A month and a half after releasing their record-breaking Love Yourself: Her album in 2017, Korean boy band BTS joined forces with the United Nations Children’s Fund (UNICEF) in an anti-violence campaign dubbed ‘Love Myself.’
This campaign has been on the run for almost two years now, and the group has been actively stimulating support—especially from their fans that call themselves ARMYs—to be able to fight bullying, and put an end to violence against children through various initiatives, but especially their music.
Last July 30, the group released a campaign video with UNICEF, which was intended for International Friendship day, and the video cycles through scenes of bullying to highlight the issues of violence that students face in school. But as the narrative develops, the onscreen teens find solace in their peers who show them love and compassion. The music used is their hit track ‘Love Myself: Answer’ which tackles self-love and their personal experiences with it.
It is no secret that music and politics go hand-in-hand in South Korea, and BTS is a part of that narrative, even more so than others. Their songs have always been geared towards addressing political and social issues—which is very apt to the meaning of their group name Bangtan Sonyeondan orBulletproof Boy Scouts. Boy scouts who speak about societal matters and are voices of the youth.
Their very first single in 2013 “No More Dream,” is all about the group telling fans to follow their own dreams rather than fall prey to society’s expectations. Their track “N.O,” featured similar messaging, as the group addressed the hardships they and their peers have faced in school, and the hard lifestyle of Korean students: “Who made us study machines?” “Who will take responsibility [for us] living the lives of puppets?”
More recent songs like “21st Century Girls” tells girls to live however they want and encourages self-confidence. “Dope” calls out elders who easily criticize the younger generation, and who won’t give young people a chance to survive in the real world, but the boys contend that thanks to their own hard work, they’re actually pretty ‘dope’.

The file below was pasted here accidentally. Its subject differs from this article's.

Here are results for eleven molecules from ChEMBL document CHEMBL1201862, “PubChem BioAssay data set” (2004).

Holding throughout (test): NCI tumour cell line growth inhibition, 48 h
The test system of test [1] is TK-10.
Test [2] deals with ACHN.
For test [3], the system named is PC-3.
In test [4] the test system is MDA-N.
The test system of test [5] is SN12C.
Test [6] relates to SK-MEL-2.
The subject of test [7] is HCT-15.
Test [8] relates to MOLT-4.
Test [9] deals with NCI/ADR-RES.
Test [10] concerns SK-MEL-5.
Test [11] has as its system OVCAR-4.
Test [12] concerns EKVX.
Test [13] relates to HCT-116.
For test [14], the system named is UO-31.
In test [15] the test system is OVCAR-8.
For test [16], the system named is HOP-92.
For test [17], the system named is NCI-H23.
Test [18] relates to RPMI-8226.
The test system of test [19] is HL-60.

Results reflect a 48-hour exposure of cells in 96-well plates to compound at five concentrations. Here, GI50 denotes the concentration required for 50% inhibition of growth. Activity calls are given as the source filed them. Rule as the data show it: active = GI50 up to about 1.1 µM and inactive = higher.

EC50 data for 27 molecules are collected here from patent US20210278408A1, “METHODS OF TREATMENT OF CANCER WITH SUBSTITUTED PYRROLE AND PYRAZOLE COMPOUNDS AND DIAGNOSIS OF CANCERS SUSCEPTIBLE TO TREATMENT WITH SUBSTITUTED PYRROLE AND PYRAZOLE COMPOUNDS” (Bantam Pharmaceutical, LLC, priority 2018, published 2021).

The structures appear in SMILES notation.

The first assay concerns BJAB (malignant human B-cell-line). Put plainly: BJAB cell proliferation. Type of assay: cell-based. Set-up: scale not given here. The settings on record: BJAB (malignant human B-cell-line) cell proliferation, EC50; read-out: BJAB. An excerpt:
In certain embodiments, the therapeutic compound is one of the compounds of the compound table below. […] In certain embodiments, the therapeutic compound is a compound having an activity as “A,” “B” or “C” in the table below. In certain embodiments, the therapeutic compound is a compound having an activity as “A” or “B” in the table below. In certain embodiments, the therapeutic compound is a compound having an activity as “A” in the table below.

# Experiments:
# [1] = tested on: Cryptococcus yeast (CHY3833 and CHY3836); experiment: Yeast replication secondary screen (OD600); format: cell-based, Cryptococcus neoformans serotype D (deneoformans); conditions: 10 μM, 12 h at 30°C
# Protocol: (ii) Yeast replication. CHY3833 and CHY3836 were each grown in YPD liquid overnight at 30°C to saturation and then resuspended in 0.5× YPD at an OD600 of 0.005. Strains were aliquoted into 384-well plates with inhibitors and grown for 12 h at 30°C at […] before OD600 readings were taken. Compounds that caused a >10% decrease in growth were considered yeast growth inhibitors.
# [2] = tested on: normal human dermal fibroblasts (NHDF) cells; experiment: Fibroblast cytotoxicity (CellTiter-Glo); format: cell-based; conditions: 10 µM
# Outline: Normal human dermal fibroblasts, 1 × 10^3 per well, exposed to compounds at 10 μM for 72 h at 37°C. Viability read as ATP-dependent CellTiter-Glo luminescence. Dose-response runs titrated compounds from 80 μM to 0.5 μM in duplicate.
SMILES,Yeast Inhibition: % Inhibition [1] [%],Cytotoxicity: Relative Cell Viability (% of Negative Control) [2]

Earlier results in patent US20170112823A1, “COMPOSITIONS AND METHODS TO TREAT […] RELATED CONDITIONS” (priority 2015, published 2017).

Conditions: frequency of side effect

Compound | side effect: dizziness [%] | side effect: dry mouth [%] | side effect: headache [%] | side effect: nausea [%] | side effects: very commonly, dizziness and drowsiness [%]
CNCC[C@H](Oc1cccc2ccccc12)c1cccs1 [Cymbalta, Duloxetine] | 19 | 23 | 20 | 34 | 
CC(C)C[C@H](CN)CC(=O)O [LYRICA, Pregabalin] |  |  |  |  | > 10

Listing down all the socially relevant tracks that BTS produced will take all day, but the bottom line is, they are giving the youth a voice. And now that they are the most popular Korean group to date, their voice matters and impacts the world in more ways than we can imagine.
With videos that garner almost 200 million views, tweets that reach a million retweets by the hour, what BTS says and does impacts so many lives, and their fanbase is one of the biggest the world has ever seen since The Beatles. And for the last couple of years, fans have been raising different social projects in BTS’ name—and the #EndViolence campaign has been more influential than ever.
The group paved its way to becoming a global phenomenon, and is winning the hearts of many because of the mission that they claim as voices for the youth, and the Asian representation that they bring to the western sphere. The speech that Kim Namjoon, the group’s leader, gave to the UN about urging young people to speak up, be themselves, to “Speak yourself,” inspired millions of fans from all over the world.
Their newly released video is a consistent move with addressing bullying and violence in the environment of children, and is creating such a global impact. People of great influence like them, who use their voices to address vital issues such as bullying and violence are very important, especially through their platforms like music—which people love, appreciate, and tune into.
According to the Love Myself website, their campaign has currently garnered almost 20 million dollars, and is going to aid children and teenagers who are victims of violence and bullying all over the world.